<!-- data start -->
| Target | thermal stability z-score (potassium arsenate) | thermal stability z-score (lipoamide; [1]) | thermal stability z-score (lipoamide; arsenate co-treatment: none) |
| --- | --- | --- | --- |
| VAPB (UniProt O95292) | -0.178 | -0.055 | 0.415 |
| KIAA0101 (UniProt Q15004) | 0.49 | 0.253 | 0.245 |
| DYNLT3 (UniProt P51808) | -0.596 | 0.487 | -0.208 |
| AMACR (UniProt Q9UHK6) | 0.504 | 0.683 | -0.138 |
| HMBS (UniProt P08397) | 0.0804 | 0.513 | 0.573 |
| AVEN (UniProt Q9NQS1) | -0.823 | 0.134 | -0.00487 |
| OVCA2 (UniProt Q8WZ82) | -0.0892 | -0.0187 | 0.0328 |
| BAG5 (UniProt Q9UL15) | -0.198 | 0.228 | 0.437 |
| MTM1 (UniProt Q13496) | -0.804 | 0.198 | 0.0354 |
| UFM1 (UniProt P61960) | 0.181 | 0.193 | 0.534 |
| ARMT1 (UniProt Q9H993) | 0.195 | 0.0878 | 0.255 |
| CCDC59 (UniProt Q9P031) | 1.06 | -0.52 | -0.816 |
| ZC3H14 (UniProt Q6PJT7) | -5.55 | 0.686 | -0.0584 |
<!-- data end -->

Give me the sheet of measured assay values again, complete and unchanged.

| Target | thermal stability z-score (potassium arsenate) | thermal stability z-score (lipoamide; [1]) | thermal stability z-score (lipoamide; arsenate co-treatment: none) |
| --- | --- | --- | --- |
| VAPB (UniProt O95292) | -0.178 | -0.055 | 0.415 |
| KIAA0101 (UniProt Q15004) | 0.49 | 0.253 | 0.245 |
| DYNLT3 (UniProt P51808) | -0.596 | 0.487 | -0.208 |
| AMACR (UniProt Q9UHK6) | 0.504 | 0.683 | -0.138 |
| HMBS (UniProt P08397) | 0.0804 | 0.513 | 0.573 |
| AVEN (UniProt Q9NQS1) | -0.823 | 0.134 | -0.00487 |
| OVCA2 (UniProt Q8WZ82) | -0.0892 | -0.0187 | 0.0328 |
| BAG5 (UniProt Q9UL15) | -0.198 | 0.228 | 0.437 |
| MTM1 (UniProt Q13496) | -0.804 | 0.198 | 0.0354 |
| UFM1 (UniProt P61960) | 0.181 | 0.193 | 0.534 |
| ARMT1 (UniProt Q9H993) | 0.195 | 0.0878 | 0.255 |
| CCDC59 (UniProt Q9P031) | 1.06 | -0.52 | -0.816 |
| ZC3H14 (UniProt Q6PJT7) | -5.55 | 0.686 | -0.0584 |